We have noted in a number of our posts the trajectory of mergers and acquisitions. Most are initiated so that a business can protect its market share, and others are completed to further a brand change.
However, businesses are not immune to the hazards of the marketplace. When a business falls upon hard times and seeks Chapter 11 bankruptcy protection and is put up for auction, there may be several suitors that may seek to take over the business and lead it back to profitability.
The most likely suitor is referred to as the “stalking horse,” which is based on an old hunting reference where the hunter would disguise himself in order to get closer to his prey. Creditors in this position have a number of advantages, which we will highlight in this post.
Thorough due diligence – The bankruptcy code allows for fees and expenses incurred by the stalking horse to be reimbursed if it is outbid. Because of this, the stalking horse can take solace in performing thorough due diligence in measuring up the company for a proper bid.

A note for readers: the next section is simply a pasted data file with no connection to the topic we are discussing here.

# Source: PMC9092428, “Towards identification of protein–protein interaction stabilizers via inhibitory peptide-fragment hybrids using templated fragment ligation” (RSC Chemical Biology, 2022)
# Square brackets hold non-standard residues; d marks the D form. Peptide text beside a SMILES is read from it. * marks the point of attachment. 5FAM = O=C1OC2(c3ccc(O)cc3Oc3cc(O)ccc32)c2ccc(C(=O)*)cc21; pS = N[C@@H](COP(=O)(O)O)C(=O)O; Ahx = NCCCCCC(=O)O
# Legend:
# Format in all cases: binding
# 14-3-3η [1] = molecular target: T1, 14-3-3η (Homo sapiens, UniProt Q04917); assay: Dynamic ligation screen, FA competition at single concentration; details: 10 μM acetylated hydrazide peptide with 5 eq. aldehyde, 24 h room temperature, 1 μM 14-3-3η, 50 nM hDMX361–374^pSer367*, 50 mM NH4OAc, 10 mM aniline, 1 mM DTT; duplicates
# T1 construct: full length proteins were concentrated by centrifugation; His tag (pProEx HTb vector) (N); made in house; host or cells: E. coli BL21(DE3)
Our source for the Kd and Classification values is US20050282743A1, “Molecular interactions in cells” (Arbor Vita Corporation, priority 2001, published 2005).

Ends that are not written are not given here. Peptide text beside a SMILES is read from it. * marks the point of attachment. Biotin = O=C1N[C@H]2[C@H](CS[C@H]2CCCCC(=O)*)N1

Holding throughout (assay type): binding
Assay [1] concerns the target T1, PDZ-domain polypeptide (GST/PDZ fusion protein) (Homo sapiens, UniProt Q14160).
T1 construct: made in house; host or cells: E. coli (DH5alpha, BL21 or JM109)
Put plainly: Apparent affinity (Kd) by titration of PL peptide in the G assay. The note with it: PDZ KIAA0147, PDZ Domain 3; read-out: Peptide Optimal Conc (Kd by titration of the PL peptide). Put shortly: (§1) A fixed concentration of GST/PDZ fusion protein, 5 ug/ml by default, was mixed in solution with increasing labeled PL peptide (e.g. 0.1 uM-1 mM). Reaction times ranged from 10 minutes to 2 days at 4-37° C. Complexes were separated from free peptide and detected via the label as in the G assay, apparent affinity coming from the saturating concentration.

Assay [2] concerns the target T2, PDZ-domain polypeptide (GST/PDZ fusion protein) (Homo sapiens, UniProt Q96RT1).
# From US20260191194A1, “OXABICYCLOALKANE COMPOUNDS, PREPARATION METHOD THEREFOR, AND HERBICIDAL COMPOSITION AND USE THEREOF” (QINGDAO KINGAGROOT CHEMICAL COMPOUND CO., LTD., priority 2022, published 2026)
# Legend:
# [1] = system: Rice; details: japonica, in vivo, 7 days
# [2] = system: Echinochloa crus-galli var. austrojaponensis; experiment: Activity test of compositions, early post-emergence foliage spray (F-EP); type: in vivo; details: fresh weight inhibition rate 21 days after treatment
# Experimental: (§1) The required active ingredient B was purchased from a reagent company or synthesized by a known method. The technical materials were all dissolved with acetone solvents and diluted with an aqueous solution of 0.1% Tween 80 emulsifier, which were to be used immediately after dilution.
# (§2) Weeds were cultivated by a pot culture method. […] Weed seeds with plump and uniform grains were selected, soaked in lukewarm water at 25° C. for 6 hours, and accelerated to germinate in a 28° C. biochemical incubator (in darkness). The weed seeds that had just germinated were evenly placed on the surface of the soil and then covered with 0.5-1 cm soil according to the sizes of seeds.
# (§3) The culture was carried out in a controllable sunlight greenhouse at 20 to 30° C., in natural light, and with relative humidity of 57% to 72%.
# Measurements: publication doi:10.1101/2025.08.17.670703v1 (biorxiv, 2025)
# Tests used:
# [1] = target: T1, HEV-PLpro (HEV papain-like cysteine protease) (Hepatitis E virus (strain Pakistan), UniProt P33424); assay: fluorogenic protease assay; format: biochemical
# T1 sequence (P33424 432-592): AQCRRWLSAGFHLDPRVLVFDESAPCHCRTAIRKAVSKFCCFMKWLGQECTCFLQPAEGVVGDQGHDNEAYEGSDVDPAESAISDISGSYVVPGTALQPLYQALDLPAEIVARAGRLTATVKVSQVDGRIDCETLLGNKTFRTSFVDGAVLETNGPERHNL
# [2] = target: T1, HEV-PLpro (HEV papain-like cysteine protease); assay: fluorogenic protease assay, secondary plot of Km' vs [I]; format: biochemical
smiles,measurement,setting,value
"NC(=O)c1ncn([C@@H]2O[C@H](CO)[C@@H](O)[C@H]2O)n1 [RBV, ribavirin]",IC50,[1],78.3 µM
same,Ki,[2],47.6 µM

Access to management – In the same vein of performing proper due diligence, the stalking horse may have more access to company management, where it may be able to learn more about the company’s strengths and weaknesses, and how it may perform in the future under alternate ownership.
Control over the bidding process – Further, the stalking horse may have the opportunity to shape the terms of the purchase agreement in order to discourage other bidders.
Even with these advantages, potential bidders can benefit from experienced legal counsel throughout the process. If you have questions about how the attorneys of Shulman, Bastian & Hodges can help, we encourage you to contact us.